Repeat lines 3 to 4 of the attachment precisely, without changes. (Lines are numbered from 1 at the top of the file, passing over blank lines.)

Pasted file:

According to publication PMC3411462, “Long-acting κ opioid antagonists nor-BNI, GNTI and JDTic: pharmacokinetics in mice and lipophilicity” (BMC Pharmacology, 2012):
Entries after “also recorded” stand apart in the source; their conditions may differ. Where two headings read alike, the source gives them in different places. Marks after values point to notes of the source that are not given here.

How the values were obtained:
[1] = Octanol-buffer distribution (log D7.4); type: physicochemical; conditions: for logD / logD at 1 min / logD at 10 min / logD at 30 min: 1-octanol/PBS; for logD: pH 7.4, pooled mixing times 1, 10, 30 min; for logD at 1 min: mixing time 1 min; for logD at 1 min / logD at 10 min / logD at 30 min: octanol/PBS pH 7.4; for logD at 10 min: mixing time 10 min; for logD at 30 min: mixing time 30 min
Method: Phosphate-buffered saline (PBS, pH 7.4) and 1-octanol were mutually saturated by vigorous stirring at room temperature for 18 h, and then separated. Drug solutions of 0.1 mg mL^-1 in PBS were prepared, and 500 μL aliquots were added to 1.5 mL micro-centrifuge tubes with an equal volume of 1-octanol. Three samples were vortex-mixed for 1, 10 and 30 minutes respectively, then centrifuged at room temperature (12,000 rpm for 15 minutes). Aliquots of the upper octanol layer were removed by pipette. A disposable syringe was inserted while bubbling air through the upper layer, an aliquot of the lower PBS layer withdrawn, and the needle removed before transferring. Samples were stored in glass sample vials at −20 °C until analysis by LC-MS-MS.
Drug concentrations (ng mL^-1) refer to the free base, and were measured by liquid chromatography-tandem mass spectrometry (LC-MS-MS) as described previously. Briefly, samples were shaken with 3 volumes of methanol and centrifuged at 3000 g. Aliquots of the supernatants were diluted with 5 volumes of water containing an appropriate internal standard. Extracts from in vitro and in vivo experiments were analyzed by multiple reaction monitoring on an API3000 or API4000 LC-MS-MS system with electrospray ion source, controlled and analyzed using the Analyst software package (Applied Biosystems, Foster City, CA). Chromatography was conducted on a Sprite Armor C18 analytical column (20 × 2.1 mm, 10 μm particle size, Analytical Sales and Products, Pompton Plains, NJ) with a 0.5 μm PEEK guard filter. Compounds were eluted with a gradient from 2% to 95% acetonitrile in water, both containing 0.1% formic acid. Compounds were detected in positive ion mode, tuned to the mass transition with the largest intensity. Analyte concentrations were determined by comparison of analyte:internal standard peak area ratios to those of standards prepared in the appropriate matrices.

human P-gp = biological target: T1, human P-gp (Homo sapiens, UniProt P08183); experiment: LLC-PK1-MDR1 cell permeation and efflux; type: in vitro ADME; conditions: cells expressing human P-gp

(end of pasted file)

How the values were obtained:
[1] = Octanol-buffer distribution (log D7.4); type: physicochemical; conditions: for logD / logD at 1 min / logD at 10 min / logD at 30 min: 1-octanol/PBS; for logD: pH 7.4, pooled mixing times 1, 10, 30 min; for logD at 1 min: mixing time 1 min; for logD at 1 min / logD at 10 min / logD at 30 min: octanol/PBS pH 7.4; for logD at 10 min: mixing time 10 min; for logD at 30 min: mixing time 30 min